“They’re not currency manipulators.”
That was President Donald Trump’s reversal in the Wall Street Journal on his campaign pledge to direct the Secretary of Treasury to label China a currency manipulator under 22 U.S.C. Section 5304(b), which provides that “If the Secretary considers that such manipulation is occurring with respect to countries that (1) have material global current account surpluses; and (2) have significant bilateral trade surpluses with the United States, the Secretary of the Treasury shall take action to initiate negotiations with such foreign countries on an expedited basis, in the International Monetary Fund or bilaterally, for the purpose of ensuring that such countries regularly and promptly adjust the rate of exchange between their currencies and the United States dollar to permit effective balance of payments adjustments and to eliminate the unfair advantage.”
The change in course came as Trump met with Chinese President Xi Jinping to discuss, among other things, the emerging nuclear threat from North Korea and the potential for expanded trade relations, maybe even a trade deal.
Like so many other things, the move comes with political risks and rewards. The risks are that China is not helpful on the North Korea question and that no trade deal emerges addressing currency exchange rates and their impact on U.S.-Chinese trade.
Also, if another recession were to hit, and China were to continue devaluing the yuan against its fixed exchange rate with the dollar — cheapening its exports to the U.S. while increasing the price of U.S. exports to China — it will renew pressure to label China as a currency manipulator.
Escalating tensions with North Korea and isolating them also carries risks of being provocative. Deterrence is preferable for obvious reasons, but the downside must be considered, too.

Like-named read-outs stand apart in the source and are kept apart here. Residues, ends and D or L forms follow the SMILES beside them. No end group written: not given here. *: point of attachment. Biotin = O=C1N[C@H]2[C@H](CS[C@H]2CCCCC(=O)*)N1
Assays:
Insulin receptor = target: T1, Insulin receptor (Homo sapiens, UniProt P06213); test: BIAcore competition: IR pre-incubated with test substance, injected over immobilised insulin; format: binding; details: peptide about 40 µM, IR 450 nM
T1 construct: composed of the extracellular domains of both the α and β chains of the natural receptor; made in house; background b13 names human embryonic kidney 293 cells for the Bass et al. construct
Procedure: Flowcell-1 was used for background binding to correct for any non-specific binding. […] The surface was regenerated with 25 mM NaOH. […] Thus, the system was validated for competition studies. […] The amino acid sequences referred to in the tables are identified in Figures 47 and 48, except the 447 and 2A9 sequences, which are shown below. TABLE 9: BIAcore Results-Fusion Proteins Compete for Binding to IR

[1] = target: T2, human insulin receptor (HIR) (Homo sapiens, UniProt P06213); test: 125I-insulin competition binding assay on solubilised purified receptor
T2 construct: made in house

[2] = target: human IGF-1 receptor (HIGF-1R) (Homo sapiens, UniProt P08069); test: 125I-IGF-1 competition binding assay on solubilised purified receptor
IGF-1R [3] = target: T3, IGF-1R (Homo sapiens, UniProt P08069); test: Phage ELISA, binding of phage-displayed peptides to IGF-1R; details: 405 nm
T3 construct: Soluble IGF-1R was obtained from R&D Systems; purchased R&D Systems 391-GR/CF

The rewards could be cooperation in neutralizing the danger posed by North Korea, and a new trade agreement with Beijing that could bring down some of China’s non-tariff barriers including currency exchange rates.
This point needs to be considered.
Just because Trump has not decided to invoke the clause of law that allows him to label China a currency manipulator, does not mean he does not still intend to reduce China’s non-tariff barriers to trade all the same. Otherwise, why talk up a trade deal?
In a tweet on April 11, Trump signaled, “I explained to the President of China that a trade deal with the U.S. will be far better for them if they solve the North Korean problem!”
In other words, stating that, for the moment, China is not a currency manipulator is a gesture of good faith that Trump will extend a further branch on trade relations if cooperation on the North Korea question can be obtained.
But just as swift as Trump’s reversal was on the trade question, could be a reversal in the opposite direction. Trump said that, for now, the currency manipulation tactic is being ruled out. But it remains on the table, obviously, because 22 U.S.C. Section 5304(b) has not been at all repealed.
The message is that China needs to deliver.
In the meantime, if the U.S. Trade Representative is directed to negotiate a trade deal with China, you can bet currency that will still come up. Rather than punishing China on currency, Trump is creating the possibility that both sides can agree on tariff and non-tariff barriers including currency. Punitive measures may not be necessary if agreement is possible.
After all, the same section of the law, in subsection (a), provides that “the President shall seek to confer and negotiate with other countries—(1) to achieve—(B) more appropriate and sustainable levels of trade and current account balances, and exchange rates of the dollar and other currencies consistent with such balances.”
In other words, why not try to talk to China first? Why start a trade war on day one?
This is being reported, somewhat unfairly, as a broken promise. It is not.
It’s more of a gamble, but one that could pay huge rewards in the longer run. Trump is making a gamble, but not an irreversible one. Right now, Trump is speaking softly, but he still carries a big stick on trade and currency.